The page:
Have You Experienced 'Distracted Walking' While Using Your Cell Phone?
By Jesselle Maminta | January 8, 2014 6:30 PM EST
Have you ever bumped at something or someone as you use your phone while walking? You're not alone.
A recent study by the Pew Research Center revealed that half of all the cell phone owners in the U.S. have bumped into another person when using their phones while walking. On the other hand, 23% of all the cell phone owners admits to bumping onto something or someone because of using their phone while walking.
Pew Research also found that the kind of phones being used affects their chances of "distracted walking." Thirty-two percent of smartphone owners have experienced bumping into something or someone while walking when using their phones, as compared to 14% of non-smartphone owners having the same accident. Young adults (aged 18-24) are particularly prone to "distracted walking" with more than half of them bumping into an object or another person while walking and tinkering on their phones at the same time. Seventy percent of this same group said they have been bumped by another person because he was walking while using their phones.
Also, the kind of activity done on the phone also determines their chances of bumping or getting bumped into, as some 37% of those who use their phones most of the time that have to go online has had "distracted walking" moments.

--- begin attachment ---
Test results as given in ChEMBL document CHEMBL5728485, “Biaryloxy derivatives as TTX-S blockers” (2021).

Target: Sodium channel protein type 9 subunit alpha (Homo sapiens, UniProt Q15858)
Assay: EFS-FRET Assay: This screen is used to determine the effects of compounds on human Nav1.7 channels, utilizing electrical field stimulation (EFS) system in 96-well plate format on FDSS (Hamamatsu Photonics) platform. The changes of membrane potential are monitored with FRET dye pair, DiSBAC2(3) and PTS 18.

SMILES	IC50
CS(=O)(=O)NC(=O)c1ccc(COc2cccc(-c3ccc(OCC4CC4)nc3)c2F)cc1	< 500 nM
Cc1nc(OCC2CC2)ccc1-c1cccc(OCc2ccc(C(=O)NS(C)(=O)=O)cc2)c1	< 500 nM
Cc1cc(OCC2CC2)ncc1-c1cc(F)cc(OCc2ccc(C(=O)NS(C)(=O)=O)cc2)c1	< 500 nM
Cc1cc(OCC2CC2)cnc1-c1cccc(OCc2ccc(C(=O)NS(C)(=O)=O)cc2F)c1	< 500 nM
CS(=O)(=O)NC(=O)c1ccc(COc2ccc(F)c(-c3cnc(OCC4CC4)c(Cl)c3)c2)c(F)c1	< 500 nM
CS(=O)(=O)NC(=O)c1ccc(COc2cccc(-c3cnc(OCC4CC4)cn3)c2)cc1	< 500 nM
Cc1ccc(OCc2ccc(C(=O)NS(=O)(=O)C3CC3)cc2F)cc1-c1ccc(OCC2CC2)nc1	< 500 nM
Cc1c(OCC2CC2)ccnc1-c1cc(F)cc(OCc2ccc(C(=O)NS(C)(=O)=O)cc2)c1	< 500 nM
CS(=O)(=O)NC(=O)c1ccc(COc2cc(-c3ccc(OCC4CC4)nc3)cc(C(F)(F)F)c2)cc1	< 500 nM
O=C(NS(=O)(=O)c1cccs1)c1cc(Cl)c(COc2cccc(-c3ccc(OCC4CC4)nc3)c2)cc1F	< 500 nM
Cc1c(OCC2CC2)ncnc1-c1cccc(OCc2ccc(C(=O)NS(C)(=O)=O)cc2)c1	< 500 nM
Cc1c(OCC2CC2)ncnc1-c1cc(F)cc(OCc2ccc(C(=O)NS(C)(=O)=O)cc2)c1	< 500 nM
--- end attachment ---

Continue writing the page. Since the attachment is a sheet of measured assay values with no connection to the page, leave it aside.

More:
The research came in light of the recent incidents where the people involved are using their phones while walking. One such incident was in Melbourne, Australia, where a female tourist fell off the St. Kilda pier because she was too busy checking her Facebook account on her phone instead of keeping her eyes on the path she was walking.
In the U.S., numerous rules on cell phone use, particularly while driving, have been imposed in different states. For instance, Illinois prohibits drivers to use their non-hands-free cell phones while driving, effective Jan. 1. California, on the other hand, makes it illegal for drivers under 18 years old to use voice-activated texting, hands-free or handheld calling.
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